I'm not aware of any scheme. Of course, an encrypted value is often indistinguishable from random (or close to indistinguishable for most asymmetric algorithms).
You can use heuristics to determine the type of encoding, but even then you cannot always tell e.g. base 64 from encrypted base 64, or even base 64 from hex (
ABCD is both valid in base 64 and hex, to name just one example). It is also generic text. Even if you determined that something is base 64 encoded then you'd be not much further. You can decode the binary value inside, but now you'd have to test what kind of value it represents.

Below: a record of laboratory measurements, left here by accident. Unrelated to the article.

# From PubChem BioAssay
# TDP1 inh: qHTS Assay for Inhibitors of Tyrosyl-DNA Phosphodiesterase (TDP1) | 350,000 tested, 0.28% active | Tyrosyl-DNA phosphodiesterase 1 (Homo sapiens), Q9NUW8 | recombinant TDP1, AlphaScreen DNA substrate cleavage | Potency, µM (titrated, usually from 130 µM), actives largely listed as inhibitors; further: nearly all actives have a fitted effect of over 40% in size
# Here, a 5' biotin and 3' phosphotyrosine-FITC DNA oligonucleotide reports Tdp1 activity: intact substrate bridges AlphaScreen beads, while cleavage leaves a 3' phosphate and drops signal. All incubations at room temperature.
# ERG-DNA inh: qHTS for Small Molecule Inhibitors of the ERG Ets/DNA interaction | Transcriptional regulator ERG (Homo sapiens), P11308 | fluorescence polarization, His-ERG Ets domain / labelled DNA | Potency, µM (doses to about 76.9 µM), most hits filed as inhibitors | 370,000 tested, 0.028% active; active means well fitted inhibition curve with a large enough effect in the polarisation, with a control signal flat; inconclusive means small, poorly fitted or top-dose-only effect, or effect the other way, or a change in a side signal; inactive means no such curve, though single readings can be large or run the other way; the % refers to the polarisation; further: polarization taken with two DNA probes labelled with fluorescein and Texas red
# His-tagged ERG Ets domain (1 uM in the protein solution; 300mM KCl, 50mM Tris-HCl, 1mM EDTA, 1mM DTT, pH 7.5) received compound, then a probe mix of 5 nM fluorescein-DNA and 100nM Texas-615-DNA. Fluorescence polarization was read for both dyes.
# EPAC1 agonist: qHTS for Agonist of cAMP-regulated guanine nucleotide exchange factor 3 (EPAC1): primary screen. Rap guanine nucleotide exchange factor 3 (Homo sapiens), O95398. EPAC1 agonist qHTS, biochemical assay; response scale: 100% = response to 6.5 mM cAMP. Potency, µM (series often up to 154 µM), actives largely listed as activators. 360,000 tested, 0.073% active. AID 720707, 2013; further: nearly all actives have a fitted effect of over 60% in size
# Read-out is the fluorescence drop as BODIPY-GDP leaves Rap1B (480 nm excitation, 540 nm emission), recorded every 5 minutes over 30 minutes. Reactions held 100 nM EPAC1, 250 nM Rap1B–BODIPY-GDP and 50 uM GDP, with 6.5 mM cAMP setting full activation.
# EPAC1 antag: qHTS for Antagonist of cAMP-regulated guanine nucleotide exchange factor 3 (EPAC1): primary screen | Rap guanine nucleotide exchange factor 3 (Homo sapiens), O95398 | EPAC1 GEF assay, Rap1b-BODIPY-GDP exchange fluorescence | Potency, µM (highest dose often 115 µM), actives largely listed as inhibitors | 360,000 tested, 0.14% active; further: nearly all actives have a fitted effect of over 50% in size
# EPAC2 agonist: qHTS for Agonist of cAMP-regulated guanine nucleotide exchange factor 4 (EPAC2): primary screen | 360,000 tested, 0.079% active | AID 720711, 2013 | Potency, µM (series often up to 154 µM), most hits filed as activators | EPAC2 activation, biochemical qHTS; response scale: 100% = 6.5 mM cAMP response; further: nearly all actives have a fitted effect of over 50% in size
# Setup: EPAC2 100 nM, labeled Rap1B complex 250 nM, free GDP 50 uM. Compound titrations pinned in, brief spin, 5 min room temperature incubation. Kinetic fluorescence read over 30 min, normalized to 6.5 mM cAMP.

If we suspect hashes then commonly 16 bytes is used for MD5, 20 bytes for SHA-1 and 32 for SHA-256 and so on. However, even then RIPEMD-128, RIPEMD-160 and SHA-512/256 (or SHA3-256) would have the same size, and it is possible to simply use, say, 128 bits off a larger hash function as well.
There are of course encodings that explicitly tell you what they are, such as PEM or XML encoded keys. ASN.1 / BER encoding is used a lot so testing if it complies with that is always a good idea. EC public keys (also used for ECIES encryption) commonly start with a byte valued
04 and so on and so forth. PGP container format is usually easy to distinguish as well.
The type of ciphertext can usually best be determined by a human being. I'd expect the NSA to have some kind of application to guess encodings or test against classical ciphers, but commonly you need info on the protocol used to do anything useful with it.
A lot of times the used scheme is not kept as a secret if just because of the Kerckhoff principle. In that case guessing is not required.